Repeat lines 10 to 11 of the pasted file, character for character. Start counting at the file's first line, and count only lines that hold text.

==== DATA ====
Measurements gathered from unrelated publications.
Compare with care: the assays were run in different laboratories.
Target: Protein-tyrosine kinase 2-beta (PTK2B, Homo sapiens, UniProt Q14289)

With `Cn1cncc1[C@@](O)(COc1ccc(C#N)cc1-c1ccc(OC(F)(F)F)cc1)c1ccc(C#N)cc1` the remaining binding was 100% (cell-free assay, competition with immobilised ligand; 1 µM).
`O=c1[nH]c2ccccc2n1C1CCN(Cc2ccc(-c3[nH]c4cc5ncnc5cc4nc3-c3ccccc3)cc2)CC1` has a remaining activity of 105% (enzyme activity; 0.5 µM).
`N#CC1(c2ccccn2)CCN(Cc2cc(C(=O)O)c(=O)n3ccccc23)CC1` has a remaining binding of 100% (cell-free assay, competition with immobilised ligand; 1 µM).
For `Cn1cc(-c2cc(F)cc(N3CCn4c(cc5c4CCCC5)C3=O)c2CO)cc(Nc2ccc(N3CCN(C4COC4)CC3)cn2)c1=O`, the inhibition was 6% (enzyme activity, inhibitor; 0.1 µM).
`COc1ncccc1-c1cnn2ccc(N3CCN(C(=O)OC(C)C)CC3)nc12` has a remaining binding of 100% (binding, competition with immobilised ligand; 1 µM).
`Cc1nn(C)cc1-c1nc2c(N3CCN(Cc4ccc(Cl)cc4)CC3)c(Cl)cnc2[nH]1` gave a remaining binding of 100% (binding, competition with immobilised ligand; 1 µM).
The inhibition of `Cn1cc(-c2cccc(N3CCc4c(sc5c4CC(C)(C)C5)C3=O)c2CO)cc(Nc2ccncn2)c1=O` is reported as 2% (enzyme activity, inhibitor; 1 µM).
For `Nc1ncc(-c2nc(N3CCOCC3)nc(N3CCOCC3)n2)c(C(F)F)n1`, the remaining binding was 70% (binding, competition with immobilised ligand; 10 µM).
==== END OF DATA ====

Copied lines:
The inhibition of `Cn1cc(-c2cccc(N3CCc4c(sc5c4CC(C)(C)C5)C3=O)c2CO)cc(Nc2ccncn2)c1=O` is reported as 2% (enzyme activity, inhibitor; 1 µM).
For `Nc1ncc(-c2nc(N3CCOCC3)nc(N3CCOCC3)n2)c(C(F)F)n1`, the remaining binding was 70% (binding, competition with immobilised ligand; 10 µM).